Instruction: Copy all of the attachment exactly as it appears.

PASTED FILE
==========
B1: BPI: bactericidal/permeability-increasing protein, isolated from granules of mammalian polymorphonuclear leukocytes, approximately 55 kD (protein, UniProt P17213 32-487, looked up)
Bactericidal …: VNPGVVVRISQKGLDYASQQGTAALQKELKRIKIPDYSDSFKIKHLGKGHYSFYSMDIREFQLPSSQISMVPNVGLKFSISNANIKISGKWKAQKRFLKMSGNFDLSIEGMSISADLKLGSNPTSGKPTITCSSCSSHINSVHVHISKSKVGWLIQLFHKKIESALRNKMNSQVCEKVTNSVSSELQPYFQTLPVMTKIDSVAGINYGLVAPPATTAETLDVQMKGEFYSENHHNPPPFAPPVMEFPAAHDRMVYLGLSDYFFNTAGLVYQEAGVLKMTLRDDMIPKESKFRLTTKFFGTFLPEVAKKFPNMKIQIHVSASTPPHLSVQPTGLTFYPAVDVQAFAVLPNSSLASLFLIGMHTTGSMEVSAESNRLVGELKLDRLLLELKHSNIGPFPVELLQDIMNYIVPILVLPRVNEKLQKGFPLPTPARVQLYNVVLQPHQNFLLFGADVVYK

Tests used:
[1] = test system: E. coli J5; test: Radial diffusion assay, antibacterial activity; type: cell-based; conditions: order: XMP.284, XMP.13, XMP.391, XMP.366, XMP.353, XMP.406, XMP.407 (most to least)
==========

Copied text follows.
B1: BPI: bactericidal/permeability-increasing protein, isolated from granules of mammalian polymorphonuclear leukocytes, approximately 55 kD (protein, UniProt P17213 32-487, looked up)
Bactericidal …: VNPGVVVRISQKGLDYASQQGTAALQKELKRIKIPDYSDSFKIKHLGKGHYSFYSMDIREFQLPSSQISMVPNVGLKFSISNANIKISGKWKAQKRFLKMSGNFDLSIEGMSISADLKLGSNPTSGKPTITCSSCSSHINSVHVHISKSKVGWLIQLFHKKIESALRNKMNSQVCEKVTNSVSSELQPYFQTLPVMTKIDSVAGINYGLVAPPATTAETLDVQMKGEFYSENHHNPPPFAPPVMEFPAAHDRMVYLGLSDYFFNTAGLVYQEAGVLKMTLRDDMIPKESKFRLTTKFFGTFLPEVAKKFPNMKIQIHVSASTPPHLSVQPTGLTFYPAVDVQAFAVLPNSSLASLFLIGMHTTGSMEVSAESNRLVGELKLDRLLLELKHSNIGPFPVELLQDIMNYIVPILVLPRVNEKLQKGFPLPTPARVQLYNVVLQPHQNFLLFGADVVYK

Tests used:
[1] = test system: E. coli J5; test: Radial diffusion assay, antibacterial activity; type: cell-based; conditions: order: XMP.284, XMP.13, XMP.391, XMP.366, XMP.353, XMP.406, XMP.407 (most to least)